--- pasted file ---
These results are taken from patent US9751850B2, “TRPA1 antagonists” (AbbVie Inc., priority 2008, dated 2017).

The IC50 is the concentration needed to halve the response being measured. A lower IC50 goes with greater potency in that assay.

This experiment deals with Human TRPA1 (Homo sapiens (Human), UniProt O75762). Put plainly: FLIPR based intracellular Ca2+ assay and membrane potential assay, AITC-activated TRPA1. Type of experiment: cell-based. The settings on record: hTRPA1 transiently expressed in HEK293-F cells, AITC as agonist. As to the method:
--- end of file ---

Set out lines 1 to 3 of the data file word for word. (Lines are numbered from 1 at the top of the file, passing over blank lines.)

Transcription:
These results are taken from patent US9751850B2, “TRPA1 antagonists” (AbbVie Inc., priority 2008, dated 2017).

The IC50 is the concentration needed to halve the response being measured. A lower IC50 goes with greater potency in that assay.

This experiment deals with Human TRPA1 (Homo sapiens (Human), UniProt O75762). Put plainly: FLIPR based intracellular Ca2+ assay and membrane potential assay, AITC-activated TRPA1. Type of experiment: cell-based. The settings on record: hTRPA1 transiently expressed in HEK293-F cells, AITC as agonist. As to the method: